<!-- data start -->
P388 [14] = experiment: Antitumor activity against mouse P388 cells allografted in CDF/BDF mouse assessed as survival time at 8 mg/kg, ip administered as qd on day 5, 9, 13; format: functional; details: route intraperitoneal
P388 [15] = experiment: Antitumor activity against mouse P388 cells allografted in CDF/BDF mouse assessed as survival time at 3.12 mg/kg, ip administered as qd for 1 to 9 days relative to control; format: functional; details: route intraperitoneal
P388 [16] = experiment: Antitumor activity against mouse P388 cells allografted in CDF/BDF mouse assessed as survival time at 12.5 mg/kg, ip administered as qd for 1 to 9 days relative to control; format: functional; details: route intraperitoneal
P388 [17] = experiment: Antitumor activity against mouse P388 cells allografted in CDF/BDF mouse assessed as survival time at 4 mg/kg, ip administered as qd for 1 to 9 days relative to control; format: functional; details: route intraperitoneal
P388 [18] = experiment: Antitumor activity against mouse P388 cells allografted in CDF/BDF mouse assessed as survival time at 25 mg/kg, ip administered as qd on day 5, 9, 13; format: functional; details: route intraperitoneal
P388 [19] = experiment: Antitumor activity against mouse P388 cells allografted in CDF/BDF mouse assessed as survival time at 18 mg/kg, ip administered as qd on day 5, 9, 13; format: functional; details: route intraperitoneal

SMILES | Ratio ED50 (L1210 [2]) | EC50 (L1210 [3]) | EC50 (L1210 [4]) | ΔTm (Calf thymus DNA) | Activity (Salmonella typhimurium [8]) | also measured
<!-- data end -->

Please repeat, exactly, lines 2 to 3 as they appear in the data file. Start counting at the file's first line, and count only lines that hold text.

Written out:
P388 [15] = experiment: Antitumor activity against mouse P388 cells allografted in CDF/BDF mouse assessed as survival time at 3.12 mg/kg, ip administered as qd for 1 to 9 days relative to control; format: functional; details: route intraperitoneal
P388 [16] = experiment: Antitumor activity against mouse P388 cells allografted in CDF/BDF mouse assessed as survival time at 12.5 mg/kg, ip administered as qd for 1 to 9 days relative to control; format: functional; details: route intraperitoneal